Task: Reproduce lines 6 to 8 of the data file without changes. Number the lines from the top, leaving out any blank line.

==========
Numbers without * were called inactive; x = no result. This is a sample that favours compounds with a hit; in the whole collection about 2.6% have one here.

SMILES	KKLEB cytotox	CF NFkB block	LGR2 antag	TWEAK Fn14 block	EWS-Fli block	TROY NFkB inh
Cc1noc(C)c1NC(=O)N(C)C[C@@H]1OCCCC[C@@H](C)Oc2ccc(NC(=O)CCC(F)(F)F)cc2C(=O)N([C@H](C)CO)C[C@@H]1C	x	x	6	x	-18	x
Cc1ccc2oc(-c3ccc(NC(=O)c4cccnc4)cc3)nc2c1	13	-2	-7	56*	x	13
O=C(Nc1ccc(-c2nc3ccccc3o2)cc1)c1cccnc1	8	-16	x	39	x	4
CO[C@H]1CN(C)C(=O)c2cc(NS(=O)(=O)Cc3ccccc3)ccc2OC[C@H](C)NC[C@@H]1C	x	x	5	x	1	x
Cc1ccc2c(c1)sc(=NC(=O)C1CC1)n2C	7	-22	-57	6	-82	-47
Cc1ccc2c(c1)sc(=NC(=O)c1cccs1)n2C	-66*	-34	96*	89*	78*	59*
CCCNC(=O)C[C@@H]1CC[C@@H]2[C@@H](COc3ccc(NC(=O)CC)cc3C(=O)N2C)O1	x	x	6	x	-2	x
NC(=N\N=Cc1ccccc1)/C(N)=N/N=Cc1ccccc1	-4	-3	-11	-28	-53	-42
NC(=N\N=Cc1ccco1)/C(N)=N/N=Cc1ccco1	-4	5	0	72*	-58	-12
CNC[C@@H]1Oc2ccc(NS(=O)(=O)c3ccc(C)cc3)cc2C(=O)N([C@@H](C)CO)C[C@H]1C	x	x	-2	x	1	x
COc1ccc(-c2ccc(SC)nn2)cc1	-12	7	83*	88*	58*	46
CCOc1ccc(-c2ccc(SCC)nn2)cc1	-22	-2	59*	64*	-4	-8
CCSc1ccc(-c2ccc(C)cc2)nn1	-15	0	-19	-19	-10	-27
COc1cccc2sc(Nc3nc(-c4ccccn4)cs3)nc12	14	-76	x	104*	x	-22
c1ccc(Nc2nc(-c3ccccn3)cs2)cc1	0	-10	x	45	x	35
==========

CO[C@H]1CN(C)C(=O)c2cc(NS(=O)(=O)Cc3ccccc3)ccc2OC[C@H](C)NC[C@@H]1C	x	x	5	x	1	x
Cc1ccc2c(c1)sc(=NC(=O)C1CC1)n2C	7	-22	-57	6	-82	-47
Cc1ccc2c(c1)sc(=NC(=O)c1cccs1)n2C	-66*	-34	96*	89*	78*	59*